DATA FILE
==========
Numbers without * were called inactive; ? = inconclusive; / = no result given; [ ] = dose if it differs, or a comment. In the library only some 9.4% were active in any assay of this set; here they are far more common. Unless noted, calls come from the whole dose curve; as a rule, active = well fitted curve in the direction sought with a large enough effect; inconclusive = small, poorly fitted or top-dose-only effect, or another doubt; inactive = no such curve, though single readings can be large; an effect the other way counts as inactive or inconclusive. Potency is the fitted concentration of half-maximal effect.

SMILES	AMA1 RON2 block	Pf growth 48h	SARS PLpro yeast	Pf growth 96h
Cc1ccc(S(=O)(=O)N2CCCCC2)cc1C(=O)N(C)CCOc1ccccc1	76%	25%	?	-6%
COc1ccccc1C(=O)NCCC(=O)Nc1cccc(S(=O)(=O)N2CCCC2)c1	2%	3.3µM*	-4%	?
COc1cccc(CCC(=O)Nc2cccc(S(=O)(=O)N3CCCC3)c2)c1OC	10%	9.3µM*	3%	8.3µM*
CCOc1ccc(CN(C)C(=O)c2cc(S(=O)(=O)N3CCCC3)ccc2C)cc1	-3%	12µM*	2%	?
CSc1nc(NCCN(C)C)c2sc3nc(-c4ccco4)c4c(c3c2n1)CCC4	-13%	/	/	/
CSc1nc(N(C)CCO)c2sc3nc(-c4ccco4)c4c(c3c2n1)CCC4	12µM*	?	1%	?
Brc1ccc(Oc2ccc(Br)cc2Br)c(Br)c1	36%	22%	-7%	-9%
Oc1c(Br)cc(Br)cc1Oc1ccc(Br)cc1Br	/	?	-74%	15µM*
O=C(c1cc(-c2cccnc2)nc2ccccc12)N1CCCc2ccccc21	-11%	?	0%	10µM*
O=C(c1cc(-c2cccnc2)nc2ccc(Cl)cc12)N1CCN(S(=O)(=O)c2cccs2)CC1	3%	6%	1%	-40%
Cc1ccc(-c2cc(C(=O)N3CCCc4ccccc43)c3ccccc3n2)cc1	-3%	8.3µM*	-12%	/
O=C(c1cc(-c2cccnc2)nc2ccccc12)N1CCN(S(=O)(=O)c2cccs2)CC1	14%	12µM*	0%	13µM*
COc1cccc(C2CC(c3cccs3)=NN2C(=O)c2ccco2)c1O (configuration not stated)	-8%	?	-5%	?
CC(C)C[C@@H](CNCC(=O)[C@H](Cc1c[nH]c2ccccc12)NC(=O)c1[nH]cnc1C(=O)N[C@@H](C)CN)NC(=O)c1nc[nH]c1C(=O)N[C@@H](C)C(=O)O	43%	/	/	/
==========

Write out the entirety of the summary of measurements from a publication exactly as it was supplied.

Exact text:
Numbers without * were called inactive; ? = inconclusive; / = no result given; [ ] = dose if it differs, or a comment. In the library only some 9.4% were active in any assay of this set; here they are far more common. Unless noted, calls come from the whole dose curve; as a rule, active = well fitted curve in the direction sought with a large enough effect; inconclusive = small, poorly fitted or top-dose-only effect, or another doubt; inactive = no such curve, though single readings can be large; an effect the other way counts as inactive or inconclusive. Potency is the fitted concentration of half-maximal effect.

SMILES	AMA1 RON2 block	Pf growth 48h	SARS PLpro yeast	Pf growth 96h
Cc1ccc(S(=O)(=O)N2CCCCC2)cc1C(=O)N(C)CCOc1ccccc1	76%	25%	?	-6%
COc1ccccc1C(=O)NCCC(=O)Nc1cccc(S(=O)(=O)N2CCCC2)c1	2%	3.3µM*	-4%	?
COc1cccc(CCC(=O)Nc2cccc(S(=O)(=O)N3CCCC3)c2)c1OC	10%	9.3µM*	3%	8.3µM*
CCOc1ccc(CN(C)C(=O)c2cc(S(=O)(=O)N3CCCC3)ccc2C)cc1	-3%	12µM*	2%	?
CSc1nc(NCCN(C)C)c2sc3nc(-c4ccco4)c4c(c3c2n1)CCC4	-13%	/	/	/
CSc1nc(N(C)CCO)c2sc3nc(-c4ccco4)c4c(c3c2n1)CCC4	12µM*	?	1%	?
Brc1ccc(Oc2ccc(Br)cc2Br)c(Br)c1	36%	22%	-7%	-9%
Oc1c(Br)cc(Br)cc1Oc1ccc(Br)cc1Br	/	?	-74%	15µM*
O=C(c1cc(-c2cccnc2)nc2ccccc12)N1CCCc2ccccc21	-11%	?	0%	10µM*
O=C(c1cc(-c2cccnc2)nc2ccc(Cl)cc12)N1CCN(S(=O)(=O)c2cccs2)CC1	3%	6%	1%	-40%
Cc1ccc(-c2cc(C(=O)N3CCCc4ccccc43)c3ccccc3n2)cc1	-3%	8.3µM*	-12%	/
O=C(c1cc(-c2cccnc2)nc2ccccc12)N1CCN(S(=O)(=O)c2cccs2)CC1	14%	12µM*	0%	13µM*
COc1cccc(C2CC(c3cccs3)=NN2C(=O)c2ccco2)c1O (configuration not stated)	-8%	?	-5%	?
CC(C)C[C@@H](CNCC(=O)[C@H](Cc1c[nH]c2ccccc12)NC(=O)c1[nH]cnc1C(=O)N[C@@H](C)CN)NC(=O)c1nc[nH]c1C(=O)N[C@@H](C)C(=O)O	43%	/	/	/